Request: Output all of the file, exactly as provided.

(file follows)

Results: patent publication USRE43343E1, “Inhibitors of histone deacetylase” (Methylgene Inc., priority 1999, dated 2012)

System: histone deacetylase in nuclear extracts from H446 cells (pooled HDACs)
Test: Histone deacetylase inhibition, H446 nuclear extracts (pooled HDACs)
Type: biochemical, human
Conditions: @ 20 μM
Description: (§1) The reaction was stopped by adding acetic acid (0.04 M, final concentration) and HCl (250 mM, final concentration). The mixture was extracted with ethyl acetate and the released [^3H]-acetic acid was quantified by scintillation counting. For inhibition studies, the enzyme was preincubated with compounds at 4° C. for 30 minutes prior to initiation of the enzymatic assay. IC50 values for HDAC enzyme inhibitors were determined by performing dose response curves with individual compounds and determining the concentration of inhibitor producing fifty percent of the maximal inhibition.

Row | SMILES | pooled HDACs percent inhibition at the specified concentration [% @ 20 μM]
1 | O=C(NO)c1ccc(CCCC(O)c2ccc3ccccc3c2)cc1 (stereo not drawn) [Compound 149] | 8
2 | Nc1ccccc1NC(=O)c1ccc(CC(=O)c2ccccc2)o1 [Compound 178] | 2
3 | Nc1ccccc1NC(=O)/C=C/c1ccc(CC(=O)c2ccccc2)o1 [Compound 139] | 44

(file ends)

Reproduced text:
Results: patent publication USRE43343E1, “Inhibitors of histone deacetylase” (Methylgene Inc., priority 1999, dated 2012)

System: histone deacetylase in nuclear extracts from H446 cells (pooled HDACs)
Test: Histone deacetylase inhibition, H446 nuclear extracts (pooled HDACs)
Type: biochemical, human
Conditions: @ 20 μM
Description: (§1) The reaction was stopped by adding acetic acid (0.04 M, final concentration) and HCl (250 mM, final concentration). The mixture was extracted with ethyl acetate and the released [^3H]-acetic acid was quantified by scintillation counting. For inhibition studies, the enzyme was preincubated with compounds at 4° C. for 30 minutes prior to initiation of the enzymatic assay. IC50 values for HDAC enzyme inhibitors were determined by performing dose response curves with individual compounds and determining the concentration of inhibitor producing fifty percent of the maximal inhibition.

Row | SMILES | pooled HDACs percent inhibition at the specified concentration [% @ 20 μM]
1 | O=C(NO)c1ccc(CCCC(O)c2ccc3ccccc3c2)cc1 (stereo not drawn) [Compound 149] | 8
2 | Nc1ccccc1NC(=O)c1ccc(CC(=O)c2ccccc2)o1 [Compound 178] | 2
3 | Nc1ccccc1NC(=O)/C=C/c1ccc(CC(=O)c2ccccc2)o1 [Compound 139] | 44